Outstanding in the Field, an organization that holds dinners on farms and other currently hip locations, is traveling across the U.S., Canada, France and Bermuda for its annual tour.
Dinners on the farm have become popular in the last several years as the locavore movement has grown. A dinner of local foods cooked by local chefs and eaten as close to the source as possible is an enjoyable way to spend an evening. Outstanding in the Field seems to have been ahead of the curve on this trend. They’ve been holding these dinners since 1999. In that time, they've visited all 50 states and more than 15 countries.
The goal of Outstanding in the Field is "to get folks out to the places where the food comes from and honor the people whose good work brings nourishment to the table," says founder/chef Jim Denevan. "Our roving restaurant without walls may be located wherever good food comes from. There are no boundaries."
Their main venue is a field on a farm, but they also hold events on mountaintops, sea caves, old barns and other settings in keeping with their vision.
Their 2018 Tour began on May 5 in California and runs through Nov. 11. Tickets to these dinners on the farm aren’t inexpensive. Ticket prices ranged from $180 to $300 per person. The price includes a reception with wine and passed appetizers, four seated courses with wine pairings, all gratuities, producer discussions and a tour of the farm. The events are intended for adults, and they don’t recommend that children attend.
It's more than just a meal
But the food isn't the only reason to check out this dining trend. t's a way to connect in a natural setting with like-minded, food-loving people while also supporting local farmers.
On Oct. 6, Outstanding in the Field hosted their dinner at Mayflor Farms in Stockbridge, Georgia — located just 20 minutes south of Atlanta. Before arriving, I did some research on the farm itself. I knew that I would be treated to a delicious meal prepared with ingredients from Mayflor Farms, but beyond that I didn't know much else.
I was intrigued to learn why people would pay more than $200 for a meal served in the middle of a farm surrounded by people they didn't know.
When I arrived, I met Mayflor Chokshi (owner and namesake of the farm) and her business partner, Christopher Edwards, who run Mayflor Farms together. I was curious to learn why their farm was selected out of the many in the greater Atlanta area. I quickly learned why. From walking around the farm, I saw a variety of exotic vegetables you don't typically see on a southern farm.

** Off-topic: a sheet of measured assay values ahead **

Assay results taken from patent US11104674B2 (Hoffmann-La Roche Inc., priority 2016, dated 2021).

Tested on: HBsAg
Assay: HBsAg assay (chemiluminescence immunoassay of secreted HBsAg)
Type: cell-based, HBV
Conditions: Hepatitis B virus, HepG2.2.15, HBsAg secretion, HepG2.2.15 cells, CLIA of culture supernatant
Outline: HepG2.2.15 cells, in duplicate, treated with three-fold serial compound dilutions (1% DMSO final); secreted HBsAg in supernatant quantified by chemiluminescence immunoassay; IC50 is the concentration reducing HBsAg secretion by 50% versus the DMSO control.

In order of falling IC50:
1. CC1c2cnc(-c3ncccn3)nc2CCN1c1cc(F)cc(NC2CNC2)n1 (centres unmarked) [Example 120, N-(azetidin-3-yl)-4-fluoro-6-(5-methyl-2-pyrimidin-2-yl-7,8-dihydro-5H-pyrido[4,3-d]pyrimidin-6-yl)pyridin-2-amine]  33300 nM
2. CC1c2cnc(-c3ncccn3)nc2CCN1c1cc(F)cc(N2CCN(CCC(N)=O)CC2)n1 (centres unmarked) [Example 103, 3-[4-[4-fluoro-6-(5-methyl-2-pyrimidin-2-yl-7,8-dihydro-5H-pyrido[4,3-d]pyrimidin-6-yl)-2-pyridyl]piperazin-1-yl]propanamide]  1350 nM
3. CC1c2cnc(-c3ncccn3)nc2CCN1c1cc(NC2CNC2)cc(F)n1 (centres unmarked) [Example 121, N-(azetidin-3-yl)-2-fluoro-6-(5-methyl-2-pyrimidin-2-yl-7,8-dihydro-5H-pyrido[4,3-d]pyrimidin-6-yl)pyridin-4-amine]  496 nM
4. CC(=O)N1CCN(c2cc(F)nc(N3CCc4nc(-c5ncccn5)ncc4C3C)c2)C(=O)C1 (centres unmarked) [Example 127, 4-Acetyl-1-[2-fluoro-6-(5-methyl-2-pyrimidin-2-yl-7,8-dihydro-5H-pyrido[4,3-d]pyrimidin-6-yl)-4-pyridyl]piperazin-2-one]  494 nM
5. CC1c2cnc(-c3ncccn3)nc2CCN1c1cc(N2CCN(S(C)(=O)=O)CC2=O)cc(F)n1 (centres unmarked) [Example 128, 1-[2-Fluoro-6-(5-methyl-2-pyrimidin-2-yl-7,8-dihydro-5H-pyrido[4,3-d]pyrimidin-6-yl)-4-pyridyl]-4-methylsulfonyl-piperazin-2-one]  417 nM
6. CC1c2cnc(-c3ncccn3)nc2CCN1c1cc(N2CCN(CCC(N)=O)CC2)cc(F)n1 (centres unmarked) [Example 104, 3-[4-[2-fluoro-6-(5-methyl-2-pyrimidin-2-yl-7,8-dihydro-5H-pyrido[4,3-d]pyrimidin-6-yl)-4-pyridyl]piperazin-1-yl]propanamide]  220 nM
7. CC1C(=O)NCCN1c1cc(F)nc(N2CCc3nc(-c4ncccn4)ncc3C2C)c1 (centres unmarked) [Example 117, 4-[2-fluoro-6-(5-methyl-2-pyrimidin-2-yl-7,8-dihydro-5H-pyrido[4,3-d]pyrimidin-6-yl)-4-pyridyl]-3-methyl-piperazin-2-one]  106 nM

"We grow the weird things. A lot of Asian produce, wing beans, loofah, hibiscus," Edwards told MNN. "If everyone has the same okra or kale, that’s saturation. But if I can introduce loofah, nobody has it."
For Chokshi though, it isn't just about standing out from the rest. It's about introducing new tastes to her customers. "Everything we do is education, and they love it especially our CSA [community supported agriculture] members. They get excited like ‘what’s in my bag? Oh my God...May, what is this?’"
The different dishes that night prepared by guest chef Joe Truex from Savannah definitely featured vegetables I had never heard of or eaten before.
Before dinner though, they led all the guests on a tour of the farm and discussed the different produce in season right now (which would end up on our plates later). After that, people picked up a plate and walked over towards Outstanding in the Field's signature element — the long communal table — and picked a seat. Dinner was served family style, and the table set up encourages conversation with those around you.
Each dish was incredibly delicious and uniquely different from one another. From an Asian-inspired dish of coconut curry shrimp to a traditional southern staple of grits, each course paired perfectly well together.
I found myself seated next to two women who were old college roommates and who had brought their significant others with them. (One couple traveled from Louisville, Kentucky, and this was their eighth event.) Also in our group was a couple who had driven down from Nashville, and another woman who became my kindred spirit for the night.
Slowly, we all fell into conversation with each other. We were all different ethnicities, ages and backgrounds from around the South, but the dishes brought us all together. What started out as polite niceties turned into laughter and fun. We all began to forget it was a blistering 90-degree day in October and just enjoyed each other's company. At the end, we ended up hugging and taking pictures to remember the occasion.
That's when I realized what makes Outstanding in the Field truly special.
It isn't just a meal it's fellowship. It's not just about the food or supporting local farmers. It's about bringing people together and realizing deep down inside we are all the same.
Editor's note: This article was originally written by Robin Shreeves in June 2011. It has been updated with new information, including this first-person account.